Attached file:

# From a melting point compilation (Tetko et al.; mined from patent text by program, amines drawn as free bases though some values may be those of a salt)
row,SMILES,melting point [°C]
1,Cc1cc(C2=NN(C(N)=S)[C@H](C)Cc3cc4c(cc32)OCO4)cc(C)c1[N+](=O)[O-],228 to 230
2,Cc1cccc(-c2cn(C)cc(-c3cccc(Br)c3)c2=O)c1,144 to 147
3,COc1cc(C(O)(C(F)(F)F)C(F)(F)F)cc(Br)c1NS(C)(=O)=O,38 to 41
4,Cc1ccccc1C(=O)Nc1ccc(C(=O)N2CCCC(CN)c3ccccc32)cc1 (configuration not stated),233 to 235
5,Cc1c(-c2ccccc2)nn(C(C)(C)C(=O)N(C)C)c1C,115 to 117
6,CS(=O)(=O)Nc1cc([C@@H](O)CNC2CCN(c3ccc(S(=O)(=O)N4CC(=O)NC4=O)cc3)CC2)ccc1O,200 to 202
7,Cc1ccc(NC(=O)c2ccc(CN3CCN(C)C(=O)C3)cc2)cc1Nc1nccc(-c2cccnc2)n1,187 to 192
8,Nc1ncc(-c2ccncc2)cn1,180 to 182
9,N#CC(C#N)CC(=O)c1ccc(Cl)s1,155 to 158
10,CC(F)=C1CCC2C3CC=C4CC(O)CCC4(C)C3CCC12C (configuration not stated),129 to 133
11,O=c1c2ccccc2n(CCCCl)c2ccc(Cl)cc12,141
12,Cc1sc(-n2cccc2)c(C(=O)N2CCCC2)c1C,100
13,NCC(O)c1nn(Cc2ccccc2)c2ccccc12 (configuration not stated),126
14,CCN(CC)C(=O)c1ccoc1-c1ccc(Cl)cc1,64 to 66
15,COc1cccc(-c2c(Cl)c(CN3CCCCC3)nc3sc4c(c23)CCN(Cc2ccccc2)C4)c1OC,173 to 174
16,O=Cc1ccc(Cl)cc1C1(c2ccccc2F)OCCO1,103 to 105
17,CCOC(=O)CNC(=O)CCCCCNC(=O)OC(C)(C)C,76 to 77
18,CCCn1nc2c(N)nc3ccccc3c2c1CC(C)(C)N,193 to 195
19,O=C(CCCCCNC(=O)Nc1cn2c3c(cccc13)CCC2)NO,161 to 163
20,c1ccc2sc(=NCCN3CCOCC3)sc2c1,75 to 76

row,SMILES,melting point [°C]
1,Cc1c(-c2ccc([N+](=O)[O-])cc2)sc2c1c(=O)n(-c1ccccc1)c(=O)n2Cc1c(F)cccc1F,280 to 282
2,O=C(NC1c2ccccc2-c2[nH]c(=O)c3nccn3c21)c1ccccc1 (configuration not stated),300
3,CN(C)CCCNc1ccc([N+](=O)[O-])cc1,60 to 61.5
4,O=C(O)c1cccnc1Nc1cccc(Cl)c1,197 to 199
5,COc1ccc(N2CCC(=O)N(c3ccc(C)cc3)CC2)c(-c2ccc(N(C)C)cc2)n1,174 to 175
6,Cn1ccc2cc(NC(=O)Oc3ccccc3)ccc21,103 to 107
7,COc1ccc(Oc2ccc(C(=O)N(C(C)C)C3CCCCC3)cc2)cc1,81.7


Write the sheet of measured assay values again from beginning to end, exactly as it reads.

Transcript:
# From a melting point compilation (Tetko et al.; mined from patent text by program, amines drawn as free bases though some values may be those of a salt)
row,SMILES,melting point [°C]
1,Cc1cc(C2=NN(C(N)=S)[C@H](C)Cc3cc4c(cc32)OCO4)cc(C)c1[N+](=O)[O-],228 to 230
2,Cc1cccc(-c2cn(C)cc(-c3cccc(Br)c3)c2=O)c1,144 to 147
3,COc1cc(C(O)(C(F)(F)F)C(F)(F)F)cc(Br)c1NS(C)(=O)=O,38 to 41
4,Cc1ccccc1C(=O)Nc1ccc(C(=O)N2CCCC(CN)c3ccccc32)cc1 (configuration not stated),233 to 235
5,Cc1c(-c2ccccc2)nn(C(C)(C)C(=O)N(C)C)c1C,115 to 117
6,CS(=O)(=O)Nc1cc([C@@H](O)CNC2CCN(c3ccc(S(=O)(=O)N4CC(=O)NC4=O)cc3)CC2)ccc1O,200 to 202
7,Cc1ccc(NC(=O)c2ccc(CN3CCN(C)C(=O)C3)cc2)cc1Nc1nccc(-c2cccnc2)n1,187 to 192
8,Nc1ncc(-c2ccncc2)cn1,180 to 182
9,N#CC(C#N)CC(=O)c1ccc(Cl)s1,155 to 158
10,CC(F)=C1CCC2C3CC=C4CC(O)CCC4(C)C3CCC12C (configuration not stated),129 to 133
11,O=c1c2ccccc2n(CCCCl)c2ccc(Cl)cc12,141
12,Cc1sc(-n2cccc2)c(C(=O)N2CCCC2)c1C,100
13,NCC(O)c1nn(Cc2ccccc2)c2ccccc12 (configuration not stated),126
14,CCN(CC)C(=O)c1ccoc1-c1ccc(Cl)cc1,64 to 66
15,COc1cccc(-c2c(Cl)c(CN3CCCCC3)nc3sc4c(c23)CCN(Cc2ccccc2)C4)c1OC,173 to 174
16,O=Cc1ccc(Cl)cc1C1(c2ccccc2F)OCCO1,103 to 105
17,CCOC(=O)CNC(=O)CCCCCNC(=O)OC(C)(C)C,76 to 77
18,CCCn1nc2c(N)nc3ccccc3c2c1CC(C)(C)N,193 to 195
19,O=C(CCCCCNC(=O)Nc1cn2c3c(cccc13)CCC2)NO,161 to 163
20,c1ccc2sc(=NCCN3CCOCC3)sc2c1,75 to 76

row,SMILES,melting point [°C]
1,Cc1c(-c2ccc([N+](=O)[O-])cc2)sc2c1c(=O)n(-c1ccccc1)c(=O)n2Cc1c(F)cccc1F,280 to 282
2,O=C(NC1c2ccccc2-c2[nH]c(=O)c3nccn3c21)c1ccccc1 (configuration not stated),300
3,CN(C)CCCNc1ccc([N+](=O)[O-])cc1,60 to 61.5
4,O=C(O)c1cccnc1Nc1cccc(Cl)c1,197 to 199
5,COc1ccc(N2CCC(=O)N(c3ccc(C)cc3)CC2)c(-c2ccc(N(C)C)cc2)n1,174 to 175
6,Cn1ccc2cc(NC(=O)Oc3ccccc3)ccc21,103 to 107
7,COc1ccc(Oc2ccc(C(=O)N(C(C)C)C3CCCCC3)cc2)cc1,81.7